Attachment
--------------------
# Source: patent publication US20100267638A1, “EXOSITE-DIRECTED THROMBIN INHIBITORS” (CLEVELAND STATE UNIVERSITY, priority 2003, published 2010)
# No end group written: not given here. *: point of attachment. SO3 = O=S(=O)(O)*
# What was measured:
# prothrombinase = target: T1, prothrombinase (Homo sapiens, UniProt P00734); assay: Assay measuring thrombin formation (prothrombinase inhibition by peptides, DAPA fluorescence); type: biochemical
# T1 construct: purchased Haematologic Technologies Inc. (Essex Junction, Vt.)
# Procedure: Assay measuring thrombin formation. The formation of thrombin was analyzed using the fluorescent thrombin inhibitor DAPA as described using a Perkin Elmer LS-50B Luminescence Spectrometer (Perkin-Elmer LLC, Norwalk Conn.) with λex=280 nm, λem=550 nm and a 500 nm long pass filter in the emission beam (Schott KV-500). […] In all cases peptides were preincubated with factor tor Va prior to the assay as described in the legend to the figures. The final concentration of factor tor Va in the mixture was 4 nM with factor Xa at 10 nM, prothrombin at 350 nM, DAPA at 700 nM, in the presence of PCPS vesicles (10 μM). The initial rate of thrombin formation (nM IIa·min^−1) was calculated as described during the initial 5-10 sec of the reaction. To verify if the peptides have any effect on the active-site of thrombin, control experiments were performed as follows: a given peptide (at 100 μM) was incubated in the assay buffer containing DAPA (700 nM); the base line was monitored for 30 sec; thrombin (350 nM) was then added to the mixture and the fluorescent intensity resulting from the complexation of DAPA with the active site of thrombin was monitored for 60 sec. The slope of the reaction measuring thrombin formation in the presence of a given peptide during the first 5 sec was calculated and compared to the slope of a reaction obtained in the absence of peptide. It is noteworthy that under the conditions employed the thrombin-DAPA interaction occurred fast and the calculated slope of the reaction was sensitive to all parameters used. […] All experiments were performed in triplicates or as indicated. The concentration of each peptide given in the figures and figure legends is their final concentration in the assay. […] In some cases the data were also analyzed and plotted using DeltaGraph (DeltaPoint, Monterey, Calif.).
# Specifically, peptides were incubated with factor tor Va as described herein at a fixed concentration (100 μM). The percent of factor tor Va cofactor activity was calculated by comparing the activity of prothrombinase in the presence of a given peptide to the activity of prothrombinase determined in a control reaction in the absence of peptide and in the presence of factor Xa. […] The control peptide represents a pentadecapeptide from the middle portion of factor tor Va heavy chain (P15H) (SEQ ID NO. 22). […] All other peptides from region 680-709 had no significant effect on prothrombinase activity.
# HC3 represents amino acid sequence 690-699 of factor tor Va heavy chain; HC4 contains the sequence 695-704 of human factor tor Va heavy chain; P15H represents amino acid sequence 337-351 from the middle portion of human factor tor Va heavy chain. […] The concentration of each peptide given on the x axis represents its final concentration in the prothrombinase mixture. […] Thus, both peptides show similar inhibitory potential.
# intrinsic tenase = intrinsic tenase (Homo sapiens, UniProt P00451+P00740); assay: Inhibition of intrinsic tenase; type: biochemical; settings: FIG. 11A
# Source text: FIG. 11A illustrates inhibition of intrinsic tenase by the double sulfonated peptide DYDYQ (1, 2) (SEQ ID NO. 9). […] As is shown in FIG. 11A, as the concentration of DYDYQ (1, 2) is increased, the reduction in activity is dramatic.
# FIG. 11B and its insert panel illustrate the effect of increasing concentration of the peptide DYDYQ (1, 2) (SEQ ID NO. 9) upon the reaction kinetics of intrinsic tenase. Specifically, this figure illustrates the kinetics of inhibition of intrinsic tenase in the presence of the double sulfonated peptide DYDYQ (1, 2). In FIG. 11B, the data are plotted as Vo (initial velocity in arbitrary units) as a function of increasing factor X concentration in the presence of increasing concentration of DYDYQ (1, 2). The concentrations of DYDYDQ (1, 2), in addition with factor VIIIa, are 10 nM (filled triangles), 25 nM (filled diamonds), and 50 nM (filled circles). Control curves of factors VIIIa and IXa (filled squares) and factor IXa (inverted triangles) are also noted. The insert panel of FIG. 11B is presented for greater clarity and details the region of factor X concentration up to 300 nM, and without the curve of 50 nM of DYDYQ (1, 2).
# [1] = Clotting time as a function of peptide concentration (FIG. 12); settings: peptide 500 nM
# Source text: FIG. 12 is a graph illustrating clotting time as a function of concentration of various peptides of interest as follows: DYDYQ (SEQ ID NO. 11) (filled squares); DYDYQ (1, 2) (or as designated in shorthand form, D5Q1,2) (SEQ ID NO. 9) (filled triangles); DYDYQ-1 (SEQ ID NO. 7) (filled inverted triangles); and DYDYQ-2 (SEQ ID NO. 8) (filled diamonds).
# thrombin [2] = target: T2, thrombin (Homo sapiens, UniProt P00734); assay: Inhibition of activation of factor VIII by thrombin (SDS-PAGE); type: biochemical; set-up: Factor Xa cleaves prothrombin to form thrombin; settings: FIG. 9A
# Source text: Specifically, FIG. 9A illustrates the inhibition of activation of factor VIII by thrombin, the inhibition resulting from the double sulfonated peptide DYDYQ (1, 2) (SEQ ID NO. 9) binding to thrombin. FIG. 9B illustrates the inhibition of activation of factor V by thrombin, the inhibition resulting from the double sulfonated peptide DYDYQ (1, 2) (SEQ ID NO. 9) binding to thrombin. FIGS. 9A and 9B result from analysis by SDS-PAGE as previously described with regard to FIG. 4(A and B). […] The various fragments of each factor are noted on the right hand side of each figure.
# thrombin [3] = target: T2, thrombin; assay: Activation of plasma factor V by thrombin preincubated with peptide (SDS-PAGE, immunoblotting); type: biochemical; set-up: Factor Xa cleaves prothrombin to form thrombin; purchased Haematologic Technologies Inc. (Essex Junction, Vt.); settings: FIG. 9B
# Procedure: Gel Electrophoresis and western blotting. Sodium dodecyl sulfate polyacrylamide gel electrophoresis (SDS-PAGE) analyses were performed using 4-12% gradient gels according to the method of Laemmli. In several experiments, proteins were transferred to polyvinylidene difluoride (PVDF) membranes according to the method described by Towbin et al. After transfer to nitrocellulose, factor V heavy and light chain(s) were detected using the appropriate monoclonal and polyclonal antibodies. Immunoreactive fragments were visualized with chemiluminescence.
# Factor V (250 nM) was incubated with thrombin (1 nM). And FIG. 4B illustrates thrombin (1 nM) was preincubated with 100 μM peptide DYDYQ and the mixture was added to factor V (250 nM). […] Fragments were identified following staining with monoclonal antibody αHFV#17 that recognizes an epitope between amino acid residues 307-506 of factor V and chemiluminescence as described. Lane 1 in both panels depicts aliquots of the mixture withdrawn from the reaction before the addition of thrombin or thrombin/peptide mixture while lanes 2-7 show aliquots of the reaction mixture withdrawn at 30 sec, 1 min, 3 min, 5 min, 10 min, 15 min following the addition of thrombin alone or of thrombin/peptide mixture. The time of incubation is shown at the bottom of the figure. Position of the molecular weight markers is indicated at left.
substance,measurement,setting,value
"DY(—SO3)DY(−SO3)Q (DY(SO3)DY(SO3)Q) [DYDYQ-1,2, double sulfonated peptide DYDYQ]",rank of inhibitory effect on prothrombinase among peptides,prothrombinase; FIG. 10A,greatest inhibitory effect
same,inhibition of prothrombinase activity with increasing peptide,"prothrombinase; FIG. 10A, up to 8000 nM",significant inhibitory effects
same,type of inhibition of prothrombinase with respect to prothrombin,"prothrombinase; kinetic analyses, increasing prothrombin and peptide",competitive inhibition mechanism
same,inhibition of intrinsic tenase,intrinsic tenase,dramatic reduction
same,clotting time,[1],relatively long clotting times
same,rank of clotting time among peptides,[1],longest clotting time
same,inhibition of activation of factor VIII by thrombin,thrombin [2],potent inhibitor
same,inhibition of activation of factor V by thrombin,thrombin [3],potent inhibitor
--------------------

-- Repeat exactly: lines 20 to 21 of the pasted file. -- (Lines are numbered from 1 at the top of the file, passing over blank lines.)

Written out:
"DY(—SO3)DY(−SO3)Q (DY(SO3)DY(SO3)Q) [DYDYQ-1,2, double sulfonated peptide DYDYQ]",rank of inhibitory effect on prothrombinase among peptides,prothrombinase; FIG. 10A,greatest inhibitory effect
same,inhibition of prothrombinase activity with increasing peptide,"prothrombinase; FIG. 10A, up to 8000 nM",significant inhibitory effects